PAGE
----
Synaptogenix Announced Intention to Launch a Fragile X Clinical Trial with Bryostatin

Fragile X Clinical Trials

One of the most exciting kinds of work that FRAXA does is following the journey of an experimental new treatment until it is ready for trials in people with Fragile X. From an initial idea, through the development process, to clinical trials, FRAXA helps out all along the way.

The recent announcement by Synaptogenix is a great example of how FRAXA funding and use of FRAXA-DVI can accelerate research on Fragile X.

  • In 2015 we shared how Bryostatin restores learning and memory in adult Fragile X mice and that bryostatin was being run through a battery of tests at the Fragile X Validation Initiative in Chile (FRAXA-DVI), headed by Dr. Patricia Cogram, to confirm and extend the previous findings.
  • Neurotrope announced plans in 2018 to launch a pilot clinical trial evaluating bryostatin’s safety, tolerability, and preliminary effectiveness in children and adolescents, ages 8 to 17, with Fragile X.
  • In 2020 we reported that Bryostatin was showing promising long-term results in the adult mice with Fragile X, something that has been challenging to accomplish. We often see short-term results in treatments that fade over time, but with this trial we were seeing lasting improvements in behavioral and cognitive symptoms such as hyperactivity, difficulties with daily life activities, and learning and memory in a mouse model of Fragile X syndrome.

Today, Synaptogenix, Inc. announced that it signed a memorandum of understanding (“MOU”) with the Nemours A.I. DuPont Hospital for Children with the intention of initiating a trial to treat Fragile X with Bryostatin.

“Bryostatin has shown promising preclinical efficacy in animal models to reverse synaptic loss and restore cognitive functions in a broad range of pre-clinical models of neurodegeneration, including Alzheimer’s disease and those associated with both Fragile X and Autistic Spectrum Disorder. Based on those studies, the FDA has approved Bryostatin as an Orphan drug to treat Fragile X. We are encouraged by our collaboration with such an outstanding children’s hospital as Nemours to initiate clinical testing on a new neurorestorative clinical indication for Bryostatin,” stated Dr. Daniel Alkon, President and Chief Scientific Officer.

Alan Tuchman MD, Chief Executive Officer, stated, “We are very pleased to take this important step forward with the Nemours AI du Pont Hospital for Children, a leading institution for the treatment of childhood diseases, to partner with as we explore a second indication for Bryostatin across a new population: children and young adults. This study builds on positive preclinical studies of Fragile X by Synaptogenix scientists, most recently in collaboration with FRAXA Research Foundation, as published in a Science Reports (a Nature publication) article that extends the potential efficacy of Bryostatin from Fragile X intellectual disability to behavioral phenotypes of Autism Spectrum Disorder.”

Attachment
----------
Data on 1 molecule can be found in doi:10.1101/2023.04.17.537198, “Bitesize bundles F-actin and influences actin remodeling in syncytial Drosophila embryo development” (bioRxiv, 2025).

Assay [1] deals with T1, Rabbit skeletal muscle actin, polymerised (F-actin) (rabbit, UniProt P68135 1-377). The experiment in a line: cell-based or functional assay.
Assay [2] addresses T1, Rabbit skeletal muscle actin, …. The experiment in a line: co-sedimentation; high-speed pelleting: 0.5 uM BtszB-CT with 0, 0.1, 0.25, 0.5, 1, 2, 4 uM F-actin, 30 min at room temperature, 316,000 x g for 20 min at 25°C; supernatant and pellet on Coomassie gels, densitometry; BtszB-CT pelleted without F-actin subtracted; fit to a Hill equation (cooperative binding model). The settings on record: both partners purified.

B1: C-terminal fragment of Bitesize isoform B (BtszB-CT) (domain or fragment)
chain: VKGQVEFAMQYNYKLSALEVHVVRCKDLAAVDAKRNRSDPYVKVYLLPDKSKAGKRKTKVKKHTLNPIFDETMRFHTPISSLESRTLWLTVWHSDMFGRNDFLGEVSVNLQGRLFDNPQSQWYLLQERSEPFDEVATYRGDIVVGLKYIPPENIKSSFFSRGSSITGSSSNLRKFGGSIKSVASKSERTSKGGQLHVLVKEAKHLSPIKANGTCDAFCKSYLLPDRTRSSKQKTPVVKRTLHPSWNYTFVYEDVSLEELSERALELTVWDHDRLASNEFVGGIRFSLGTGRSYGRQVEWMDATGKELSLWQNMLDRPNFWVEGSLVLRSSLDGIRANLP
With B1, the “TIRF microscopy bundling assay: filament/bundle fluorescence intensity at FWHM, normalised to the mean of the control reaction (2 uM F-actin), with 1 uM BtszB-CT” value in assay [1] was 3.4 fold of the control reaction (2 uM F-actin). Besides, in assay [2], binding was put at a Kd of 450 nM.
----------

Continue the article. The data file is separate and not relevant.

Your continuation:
Dr. Michael Tranfaglia, Medical Director and Chief Scientific Officer of FRAXA stated, “The therapeutic strategy employed by Synaptogenix is exciting and entirely novel. The mechanism of action of Bryostatin in the treatment of Fragile X is unique, and preclinical results have been very promising. We believe that this compound has the potential to make a real difference in the lives of patients with Fragile X, and we look forward to supporting this important new clinical trial.”

Dr. Mary M. Lee, Enterprise Chief Scientific Officer and Executive Vice-President for Nemours Children’s Health System, Physician-in-Chief Delaware Valley, added, “We are excited to participate in a potentially breakthrough therapeutic drug strategy to address this huge unmet medical need.”

Synaptogenix, Inc. (Nasdaq: SNPX) is an emerging biopharmaceutical company developing regenerative therapeutics for neurodegenerative disorders.

Nemours AI DuPont Hospital for Children is an internationally recognized leader in the comprehensive care of childhood diseases.

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Fragile X Clinical Trials
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